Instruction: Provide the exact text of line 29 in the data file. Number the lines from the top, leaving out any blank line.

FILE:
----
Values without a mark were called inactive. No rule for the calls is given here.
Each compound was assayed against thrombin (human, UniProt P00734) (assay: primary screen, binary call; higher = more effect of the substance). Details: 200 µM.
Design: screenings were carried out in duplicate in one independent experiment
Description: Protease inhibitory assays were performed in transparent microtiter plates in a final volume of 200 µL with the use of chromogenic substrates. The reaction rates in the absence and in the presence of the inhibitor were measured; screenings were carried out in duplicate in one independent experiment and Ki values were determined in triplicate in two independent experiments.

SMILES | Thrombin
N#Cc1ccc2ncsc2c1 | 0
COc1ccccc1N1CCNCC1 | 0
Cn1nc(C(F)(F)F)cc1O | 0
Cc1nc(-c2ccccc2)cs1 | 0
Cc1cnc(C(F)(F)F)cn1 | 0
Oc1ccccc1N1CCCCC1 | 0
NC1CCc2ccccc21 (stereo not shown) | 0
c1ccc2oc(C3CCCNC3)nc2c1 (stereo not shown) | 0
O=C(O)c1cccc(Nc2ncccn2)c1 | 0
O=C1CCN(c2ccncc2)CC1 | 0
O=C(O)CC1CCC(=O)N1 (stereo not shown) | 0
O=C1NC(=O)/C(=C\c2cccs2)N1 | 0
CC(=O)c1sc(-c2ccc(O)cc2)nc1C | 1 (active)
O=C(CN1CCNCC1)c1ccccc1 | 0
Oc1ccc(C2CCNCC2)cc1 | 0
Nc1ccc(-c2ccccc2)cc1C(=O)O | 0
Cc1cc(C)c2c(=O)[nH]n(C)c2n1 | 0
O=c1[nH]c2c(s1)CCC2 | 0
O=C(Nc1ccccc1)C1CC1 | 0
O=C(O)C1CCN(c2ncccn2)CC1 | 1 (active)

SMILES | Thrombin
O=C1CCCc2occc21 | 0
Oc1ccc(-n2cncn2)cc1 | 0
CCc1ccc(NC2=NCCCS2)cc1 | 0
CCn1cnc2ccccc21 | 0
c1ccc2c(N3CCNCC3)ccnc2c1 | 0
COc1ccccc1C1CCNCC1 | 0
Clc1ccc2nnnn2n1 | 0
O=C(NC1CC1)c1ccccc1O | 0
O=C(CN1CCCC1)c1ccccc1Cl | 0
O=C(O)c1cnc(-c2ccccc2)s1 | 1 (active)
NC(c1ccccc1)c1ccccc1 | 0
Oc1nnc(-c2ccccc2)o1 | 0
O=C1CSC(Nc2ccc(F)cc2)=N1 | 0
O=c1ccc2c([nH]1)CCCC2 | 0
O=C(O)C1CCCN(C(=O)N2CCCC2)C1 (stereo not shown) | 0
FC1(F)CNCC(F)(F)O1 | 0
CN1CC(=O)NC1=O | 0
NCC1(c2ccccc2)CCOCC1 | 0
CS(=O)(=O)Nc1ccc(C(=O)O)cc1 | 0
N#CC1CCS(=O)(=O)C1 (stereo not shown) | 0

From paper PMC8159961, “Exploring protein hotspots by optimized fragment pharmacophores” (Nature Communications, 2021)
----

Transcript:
CCc1ccc(NC2=NCCCS2)cc1 | 0